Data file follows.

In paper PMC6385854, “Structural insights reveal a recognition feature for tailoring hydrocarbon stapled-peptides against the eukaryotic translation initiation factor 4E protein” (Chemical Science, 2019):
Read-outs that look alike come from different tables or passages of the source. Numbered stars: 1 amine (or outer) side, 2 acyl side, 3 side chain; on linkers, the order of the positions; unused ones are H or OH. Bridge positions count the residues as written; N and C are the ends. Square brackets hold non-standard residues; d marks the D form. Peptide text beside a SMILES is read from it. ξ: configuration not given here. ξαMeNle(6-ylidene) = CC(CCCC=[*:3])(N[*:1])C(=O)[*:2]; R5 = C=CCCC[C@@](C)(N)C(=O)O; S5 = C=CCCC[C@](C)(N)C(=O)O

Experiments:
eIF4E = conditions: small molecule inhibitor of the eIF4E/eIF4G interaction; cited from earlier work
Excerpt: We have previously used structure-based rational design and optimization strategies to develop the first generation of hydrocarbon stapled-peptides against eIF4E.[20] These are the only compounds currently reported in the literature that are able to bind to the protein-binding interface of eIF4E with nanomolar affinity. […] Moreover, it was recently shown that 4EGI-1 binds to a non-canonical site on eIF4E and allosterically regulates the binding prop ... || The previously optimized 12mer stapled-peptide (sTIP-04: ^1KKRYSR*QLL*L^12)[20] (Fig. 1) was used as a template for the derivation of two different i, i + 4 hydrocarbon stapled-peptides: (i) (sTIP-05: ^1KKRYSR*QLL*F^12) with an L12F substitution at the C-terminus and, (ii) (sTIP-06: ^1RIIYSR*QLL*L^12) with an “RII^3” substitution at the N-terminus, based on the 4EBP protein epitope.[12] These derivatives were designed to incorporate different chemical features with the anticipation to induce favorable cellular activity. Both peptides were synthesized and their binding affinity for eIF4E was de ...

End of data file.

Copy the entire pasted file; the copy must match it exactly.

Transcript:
In paper PMC6385854, “Structural insights reveal a recognition feature for tailoring hydrocarbon stapled-peptides against the eukaryotic translation initiation factor 4E protein” (Chemical Science, 2019):
Read-outs that look alike come from different tables or passages of the source. Numbered stars: 1 amine (or outer) side, 2 acyl side, 3 side chain; on linkers, the order of the positions; unused ones are H or OH. Bridge positions count the residues as written; N and C are the ends. Square brackets hold non-standard residues; d marks the D form. Peptide text beside a SMILES is read from it. ξ: configuration not given here. ξαMeNle(6-ylidene) = CC(CCCC=[*:3])(N[*:1])C(=O)[*:2]; R5 = C=CCCC[C@@](C)(N)C(=O)O; S5 = C=CCCC[C@](C)(N)C(=O)O

Experiments:
eIF4E = conditions: small molecule inhibitor of the eIF4E/eIF4G interaction; cited from earlier work
Excerpt: We have previously used structure-based rational design and optimization strategies to develop the first generation of hydrocarbon stapled-peptides against eIF4E.[20] These are the only compounds currently reported in the literature that are able to bind to the protein-binding interface of eIF4E with nanomolar affinity. […] Moreover, it was recently shown that 4EGI-1 binds to a non-canonical site on eIF4E and allosterically regulates the binding prop ... || The previously optimized 12mer stapled-peptide (sTIP-04: ^1KKRYSR*QLL*L^12)[20] (Fig. 1) was used as a template for the derivation of two different i, i + 4 hydrocarbon stapled-peptides: (i) (sTIP-05: ^1KKRYSR*QLL*F^12) with an L12F substitution at the C-terminus and, (ii) (sTIP-06: ^1RIIYSR*QLL*L^12) with an “RII^3” substitution at the N-terminus, based on the 4EBP protein epitope.[12] These derivatives were designed to incorporate different chemical features with the anticipation to induce favorable cellular activity. Both peptides were synthesized and their binding affinity for eIF4E was de ...